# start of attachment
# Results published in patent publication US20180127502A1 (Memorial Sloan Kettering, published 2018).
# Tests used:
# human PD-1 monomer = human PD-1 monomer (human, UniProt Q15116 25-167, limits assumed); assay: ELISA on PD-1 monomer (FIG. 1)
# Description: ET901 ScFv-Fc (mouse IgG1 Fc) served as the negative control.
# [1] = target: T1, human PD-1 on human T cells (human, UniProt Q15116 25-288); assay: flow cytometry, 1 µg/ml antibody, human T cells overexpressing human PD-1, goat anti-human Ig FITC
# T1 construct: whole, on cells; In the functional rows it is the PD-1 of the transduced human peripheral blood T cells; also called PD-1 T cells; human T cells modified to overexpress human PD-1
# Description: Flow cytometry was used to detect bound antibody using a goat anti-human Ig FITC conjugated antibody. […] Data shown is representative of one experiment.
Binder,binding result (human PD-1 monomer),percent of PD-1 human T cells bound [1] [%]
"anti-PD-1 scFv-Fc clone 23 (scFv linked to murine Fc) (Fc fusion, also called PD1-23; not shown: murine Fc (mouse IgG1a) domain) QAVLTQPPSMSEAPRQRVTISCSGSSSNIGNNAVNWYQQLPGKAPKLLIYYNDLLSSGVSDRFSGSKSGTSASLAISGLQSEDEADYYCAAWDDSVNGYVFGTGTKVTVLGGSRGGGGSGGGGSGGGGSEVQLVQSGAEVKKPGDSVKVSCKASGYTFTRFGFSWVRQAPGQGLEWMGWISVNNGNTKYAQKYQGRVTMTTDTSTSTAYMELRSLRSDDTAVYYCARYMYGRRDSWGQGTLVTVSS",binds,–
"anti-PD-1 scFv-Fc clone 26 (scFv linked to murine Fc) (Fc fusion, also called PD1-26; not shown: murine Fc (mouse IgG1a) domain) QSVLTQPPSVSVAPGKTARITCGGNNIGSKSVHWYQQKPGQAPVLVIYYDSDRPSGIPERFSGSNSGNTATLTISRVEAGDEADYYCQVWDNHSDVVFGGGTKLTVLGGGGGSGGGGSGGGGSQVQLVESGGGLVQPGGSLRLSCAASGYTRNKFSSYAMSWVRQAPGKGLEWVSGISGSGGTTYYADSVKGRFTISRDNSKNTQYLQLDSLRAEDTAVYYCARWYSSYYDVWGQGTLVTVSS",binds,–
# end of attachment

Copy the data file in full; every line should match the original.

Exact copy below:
# Results published in patent publication US20180127502A1 (Memorial Sloan Kettering, published 2018).
# Tests used:
# human PD-1 monomer = human PD-1 monomer (human, UniProt Q15116 25-167, limits assumed); assay: ELISA on PD-1 monomer (FIG. 1)
# Description: ET901 ScFv-Fc (mouse IgG1 Fc) served as the negative control.
# [1] = target: T1, human PD-1 on human T cells (human, UniProt Q15116 25-288); assay: flow cytometry, 1 µg/ml antibody, human T cells overexpressing human PD-1, goat anti-human Ig FITC
# T1 construct: whole, on cells; In the functional rows it is the PD-1 of the transduced human peripheral blood T cells; also called PD-1 T cells; human T cells modified to overexpress human PD-1
# Description: Flow cytometry was used to detect bound antibody using a goat anti-human Ig FITC conjugated antibody. […] Data shown is representative of one experiment.
Binder,binding result (human PD-1 monomer),percent of PD-1 human T cells bound [1] [%]
"anti-PD-1 scFv-Fc clone 23 (scFv linked to murine Fc) (Fc fusion, also called PD1-23; not shown: murine Fc (mouse IgG1a) domain) QAVLTQPPSMSEAPRQRVTISCSGSSSNIGNNAVNWYQQLPGKAPKLLIYYNDLLSSGVSDRFSGSKSGTSASLAISGLQSEDEADYYCAAWDDSVNGYVFGTGTKVTVLGGSRGGGGSGGGGSGGGGSEVQLVQSGAEVKKPGDSVKVSCKASGYTFTRFGFSWVRQAPGQGLEWMGWISVNNGNTKYAQKYQGRVTMTTDTSTSTAYMELRSLRSDDTAVYYCARYMYGRRDSWGQGTLVTVSS",binds,–
"anti-PD-1 scFv-Fc clone 26 (scFv linked to murine Fc) (Fc fusion, also called PD1-26; not shown: murine Fc (mouse IgG1a) domain) QSVLTQPPSVSVAPGKTARITCGGNNIGSKSVHWYQQKPGQAPVLVIYYDSDRPSGIPERFSGSNSGNTATLTISRVEAGDEADYYCQVWDNHSDVVFGGGTKLTVLGGGGGSGGGGSGGGGSQVQLVESGGGLVQPGGSLRLSCAASGYTRNKFSSYAMSWVRQAPGKGLEWVSGISGSGGTTYYADSVKGRFTISRDNSKNTQYLQLDSLRAEDTAVYYCARWYSSYYDVWGQGTLVTVSS",binds,–